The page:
Actually, I don't make biodiesel either, I run cold veg blends in my vehicle, and heat the house with veg in an improved drip heater (HERE) that has run reliably unattended for the last two winters using a few amps of 12 volt power.
I tinkered with converting a fueloil pressure burner into a syphon burner to burn veg but gave up, I didn't need that much heat and it just got too time consuming doing all the conversions and additions that are required.
It does look like the Airtronics type Babington conversion is working pretty well (HERE), and it looks like the Babington conversion can put out either a lot of heat or an adequately small amount of heat, that will likely be the next conversion I tinker with (after playing with one of the small 12 volt DC powered Stewart Warner Southwind gasoline burning heaters converted to burn either gasoline, alcohol, paint thinner, turps, or any other thin volatile fuel), but for now, the drip heater works well enough, and almost silently.
I would highly reccomend to NOT blend gasoline with other fuels for a conventional HHO burner.
While it may run OK, when you have a flame out or a delayed start, the gasoline will evaporate and create an explosive mixture in the combustion chamber. The next restart can be very dangerous. It has killed a few people and leveled a few houses.
It's not like blending gasoline with WVO for a diesel engine.
Since '80 former WVO conversions:
'80 Audi 4000D
'83 Isuzu Pup
'76 Honda Civic with Kubota engine
I agree with this completely. RUG is the last thing you want anywhere near your home. The danger comes from the vapors it will give off and although I have no experience with these burners, it isn't had to imagine a plethora of scenarios where a slight mishap could cause a very dangerous situation.
I do not believe it is in anyway a good idea to mix an oil fuel ( Diesel, Kero, Wvo, turps) with a vaporizing fuel ( rug, acetone) in any type of burner. They work on different principals and the possibility for the fumes or even a small leak to cause trouble is very high.
I agree, a vaporizing fuel should never be used in any kind of interior heater.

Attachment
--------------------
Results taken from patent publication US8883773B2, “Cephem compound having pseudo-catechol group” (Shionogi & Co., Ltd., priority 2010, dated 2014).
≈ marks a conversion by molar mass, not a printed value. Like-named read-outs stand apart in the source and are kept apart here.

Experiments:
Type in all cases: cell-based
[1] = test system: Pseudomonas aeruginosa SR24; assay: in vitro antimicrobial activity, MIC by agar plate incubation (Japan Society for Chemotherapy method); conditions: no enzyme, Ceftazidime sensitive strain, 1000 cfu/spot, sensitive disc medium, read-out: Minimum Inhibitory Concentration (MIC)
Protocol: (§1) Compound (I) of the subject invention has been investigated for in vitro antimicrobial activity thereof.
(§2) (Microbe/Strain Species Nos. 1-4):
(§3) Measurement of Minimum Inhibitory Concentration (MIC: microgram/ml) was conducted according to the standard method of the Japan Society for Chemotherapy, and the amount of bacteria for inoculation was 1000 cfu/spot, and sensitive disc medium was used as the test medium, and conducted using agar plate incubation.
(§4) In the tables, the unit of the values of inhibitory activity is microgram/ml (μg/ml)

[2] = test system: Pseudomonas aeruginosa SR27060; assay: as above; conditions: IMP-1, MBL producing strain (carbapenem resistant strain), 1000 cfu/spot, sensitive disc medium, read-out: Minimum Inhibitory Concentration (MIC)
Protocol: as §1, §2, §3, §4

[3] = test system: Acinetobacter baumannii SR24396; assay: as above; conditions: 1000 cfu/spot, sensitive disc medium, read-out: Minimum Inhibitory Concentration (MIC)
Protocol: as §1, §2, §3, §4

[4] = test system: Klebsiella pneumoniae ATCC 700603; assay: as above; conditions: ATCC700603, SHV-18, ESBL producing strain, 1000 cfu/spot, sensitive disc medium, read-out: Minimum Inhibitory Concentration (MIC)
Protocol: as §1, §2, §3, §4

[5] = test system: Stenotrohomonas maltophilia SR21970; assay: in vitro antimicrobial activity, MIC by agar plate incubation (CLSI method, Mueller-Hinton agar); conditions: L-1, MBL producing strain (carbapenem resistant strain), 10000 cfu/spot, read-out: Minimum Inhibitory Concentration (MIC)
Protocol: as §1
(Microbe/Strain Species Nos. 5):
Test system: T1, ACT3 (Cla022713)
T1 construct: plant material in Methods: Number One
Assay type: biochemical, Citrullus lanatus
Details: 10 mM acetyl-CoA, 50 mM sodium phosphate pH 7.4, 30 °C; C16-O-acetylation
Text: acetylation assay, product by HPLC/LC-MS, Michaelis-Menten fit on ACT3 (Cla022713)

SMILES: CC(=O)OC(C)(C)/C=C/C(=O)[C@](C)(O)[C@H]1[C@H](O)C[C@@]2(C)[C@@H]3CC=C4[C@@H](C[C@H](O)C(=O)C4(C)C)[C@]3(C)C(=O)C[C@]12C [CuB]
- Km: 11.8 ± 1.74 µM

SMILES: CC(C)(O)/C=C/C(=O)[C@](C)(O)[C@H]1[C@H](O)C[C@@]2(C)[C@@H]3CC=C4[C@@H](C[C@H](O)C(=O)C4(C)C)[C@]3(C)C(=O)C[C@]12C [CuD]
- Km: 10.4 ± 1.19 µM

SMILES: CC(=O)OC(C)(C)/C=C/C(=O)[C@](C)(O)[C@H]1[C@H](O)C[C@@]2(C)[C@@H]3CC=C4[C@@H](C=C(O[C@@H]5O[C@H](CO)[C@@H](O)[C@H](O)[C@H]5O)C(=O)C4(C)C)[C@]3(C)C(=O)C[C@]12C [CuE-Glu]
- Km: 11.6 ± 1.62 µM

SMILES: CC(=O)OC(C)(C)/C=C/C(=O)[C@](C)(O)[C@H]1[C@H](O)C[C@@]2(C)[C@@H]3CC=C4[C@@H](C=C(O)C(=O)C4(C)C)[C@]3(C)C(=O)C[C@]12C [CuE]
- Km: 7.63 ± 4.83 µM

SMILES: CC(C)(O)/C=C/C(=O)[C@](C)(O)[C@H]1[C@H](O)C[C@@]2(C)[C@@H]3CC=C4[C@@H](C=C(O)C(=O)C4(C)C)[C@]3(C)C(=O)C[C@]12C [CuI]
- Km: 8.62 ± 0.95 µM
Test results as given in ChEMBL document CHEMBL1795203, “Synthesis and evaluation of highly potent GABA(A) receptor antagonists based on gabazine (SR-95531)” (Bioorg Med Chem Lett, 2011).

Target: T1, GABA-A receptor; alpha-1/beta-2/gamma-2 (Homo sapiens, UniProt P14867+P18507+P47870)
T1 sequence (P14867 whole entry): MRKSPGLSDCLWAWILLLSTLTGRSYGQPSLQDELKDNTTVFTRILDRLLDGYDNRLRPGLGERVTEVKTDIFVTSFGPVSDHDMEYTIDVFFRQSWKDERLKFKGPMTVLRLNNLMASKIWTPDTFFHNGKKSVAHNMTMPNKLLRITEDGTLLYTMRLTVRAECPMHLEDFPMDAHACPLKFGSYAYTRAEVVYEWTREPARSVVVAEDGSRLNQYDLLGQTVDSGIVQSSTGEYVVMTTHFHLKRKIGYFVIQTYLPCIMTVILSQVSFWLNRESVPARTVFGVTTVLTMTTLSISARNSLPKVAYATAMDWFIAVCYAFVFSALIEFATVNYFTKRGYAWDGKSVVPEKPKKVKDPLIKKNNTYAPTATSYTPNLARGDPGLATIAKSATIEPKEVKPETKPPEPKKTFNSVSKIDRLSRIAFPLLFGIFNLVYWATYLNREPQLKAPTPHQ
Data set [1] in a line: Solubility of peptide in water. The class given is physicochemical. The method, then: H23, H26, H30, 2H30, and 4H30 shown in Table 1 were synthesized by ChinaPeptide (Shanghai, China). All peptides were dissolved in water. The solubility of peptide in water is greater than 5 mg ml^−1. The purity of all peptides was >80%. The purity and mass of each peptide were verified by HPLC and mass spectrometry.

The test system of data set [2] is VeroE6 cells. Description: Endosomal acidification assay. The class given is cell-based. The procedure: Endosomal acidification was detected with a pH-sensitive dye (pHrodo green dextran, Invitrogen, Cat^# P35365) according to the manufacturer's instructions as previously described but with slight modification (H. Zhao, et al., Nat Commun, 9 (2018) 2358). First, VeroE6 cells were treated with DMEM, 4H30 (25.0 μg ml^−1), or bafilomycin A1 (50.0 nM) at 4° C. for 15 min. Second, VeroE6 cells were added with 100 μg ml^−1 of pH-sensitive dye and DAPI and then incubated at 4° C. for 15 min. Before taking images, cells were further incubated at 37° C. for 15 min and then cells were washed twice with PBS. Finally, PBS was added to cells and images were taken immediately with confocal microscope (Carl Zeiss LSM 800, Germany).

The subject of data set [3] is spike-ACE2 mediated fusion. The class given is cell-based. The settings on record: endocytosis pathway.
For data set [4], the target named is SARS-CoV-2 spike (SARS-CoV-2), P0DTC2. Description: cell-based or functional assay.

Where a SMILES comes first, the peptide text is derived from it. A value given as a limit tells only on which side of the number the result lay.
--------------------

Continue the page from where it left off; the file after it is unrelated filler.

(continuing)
I have burned about 500 gallons of strained WVO blended with 25-33% kero for the last two heating seasons in a 13,000+ heating degree day environment. My furnace kept up to outside temps down to -35F. Needed things are a nozzle heater from Carlin and Honeywell sequencer primary control, a fuel solenoid, and a bit of patience to deal with getting the burner dialed in to the new fuel blend.
You need to allow the WVO to settle. I strained settled WVO using a non-woven blanket poly cloth bungied to a five gallon plastic bucket. The bucket had a 2" black iron floor flange sealed to the bottom with a nipple screwed into a 55 gallon drum. Sort of a giant funnel. This set up has no parts other than the usual oil burner controls. My fuel cost is CHEAP!!! I love deep fried foods!!!! This allows me to not worry about the full cost of heating oil. - diesels
So how do you actually physically do the blending? I have a bock oil fired water heater with a very short combustion chamber. I'd love to lighten my #2 oil bills by using some in my furnace. I'm still collecting, but drive nearly as much as I used to.
2016 GMC Canyon, 2.8 4 Cyl Duramax
I settle my WVO hen I decant it into a 5 gal bucket which has a cut square of non-woven poly bed spread suspended down the inside secured by a bungee cord around the top on the outside edge. I separate the WVO settled from the opaque brown "creamy stuff" by pouring into the 5 gal bucket(thing of a drip coffee thing). I collect the strain filtered WVO directly into 55 gal drums. The resultant oil is dark, clear, and free of junk which may clog the nozzle.
I blend the fuel at a ratio of 3 gal WVO to 2 gal kero. I have pushed the ratio to as low as 4 gal WVO to 1 gal kero (this ratio will some times not light causing a primary control lock-out) I crank the pump regulator to max, about 165psi.
I adjust the air band settings on the burner to insure a good light off of the flame. I adjust the burner drawer assembly to insure no dripping and run back of the fuel into the motor section of the burner.
Take the burner, or another burner outside and "play with fire"! This portion of the dial in is fun and allows you to see how various blends preform. It also allows you in real time, to "play" with the various burner adjustments.
Have a metal drip tray beneath the burner. My burner would drip an ounce or so per week the first season. Further "playing" as mentioned above stopped the drip and led to a worry-free second season of savings with WVO.
I feel that firing the burner out doors until you have it dialed in, saves you the trouble of mistakes, which can burn your house down. I use smaller nozzles which mists the fuel into smaller droplets which allows a more consistent light off. Use a fuel filter. I filter down to 5 microns using a hydraulic spin-on element.
I have a carlin burner which has the ceramic nozzle heater installed. This seems to keep the fuel in a warm temp which allows more consistent light off.
I use a Honeywell digital primary control which has adjustable timing segments for the various burner functions. I use a Honeywell fuel solenoid on the high pressure outlet port of the fuel pump. I use a solid state ignition transformer. All of this control stuff is cheap and available on eBay.
Happy Burns - sd22